- Less than 1 ounce of Marijuana, (or less than 5 grams of hash) is a crime of the fourth degree. If convicted of this offense, a juvenile faces up to one year in a detention center.
In order to prove a distribution case with a juvenile offender, prosecutor must establish several elements, including the weight of the marijuana for the degree of offense charged. In determining the grade of marijuana distribution, the state may aggregate (add up) the weight of each individual sale involved.
Juvenile Possession within a School Zone
A juvenile can be charged under N.J.S.A 2C:35-10 if his or her marijuana possession was on school property, or within 1,000 feet of a property used for school purposes. If the juvenile is convicted under this provision, he or she is required to perform a minimum of 100 hours of community service, in addition to any other sentence imposed by the court. It should be noted that it does not matter that you did not know you were in a school zone.
A juvenile can be charged with possession of marijuana without ever having actual control of the substance. Under N.J.S.A. 2C:35-10, a juvenile can be convicted of constructive possession of marijuana, which is defined as knowledge of the presence of marijuana along with the intention to exercise physical control over it. Therefore, physical control of the substance is not necessary to establish liability so long as there is manifested intention to exercise control. State v. Brown (1979).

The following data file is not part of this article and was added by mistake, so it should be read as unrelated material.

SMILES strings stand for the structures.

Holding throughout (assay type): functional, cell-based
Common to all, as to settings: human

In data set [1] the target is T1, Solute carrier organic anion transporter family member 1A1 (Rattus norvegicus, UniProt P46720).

Juvenile found with Marijuana Paraphernalia
A juvenile can be charged under N.J.S.A. 2C:36-2 for paraphernalia possession offense for having a variety of items including a pipe, bowl, bong, and even rolling paper–regardless if the items contain marijuana residue. This law covers hash and hashish as well. In determining whether an item is within the legal definition of “paraphernalia,” the following factors are considered: (1) statements of those in actual possession or constructive control of the alleged paraphernalia; (2) existence of any residue in the item; (3) direct or circumstantial evidence concerning use of the object; (4) instructions for use of the item; and (5) the legitimate uses for the item. “Intent” is crucial in determining whether there is actual or constructive possession. An accused must possess the intent to use the object as marijuana paraphernalia to be found guilty under this law. A conviction of this offense is a disorderly persons offense, and the juvenile faces up to six months in a detention center.
The increase in marijuana-related arrests in recent years has also caused a sudden spike in juvenile drug offense complaints. The penalties for juvenile possession and/or distribution of marijuana can be very severe and can include large fines, loss of license, and sometimes incarceration. If your child has been charged with a marijuana offense and is at risk of facing these harsh penalties contact an experience juvenile defense lawyer immediately. At the Law Offices of John F. Marshall, our lawyers, including a former New Jersey Prosecutor, have a combined 40 years experience of successfully defending our juvenile clients. We represent juveniles and their families all over state including Monmouth County, Union County, Ocean County, Mercer County, Essex County, Hudson County, and Middlesex County. Contact us today and speak to a qualified juvenile defense lawyer who can address your concerns.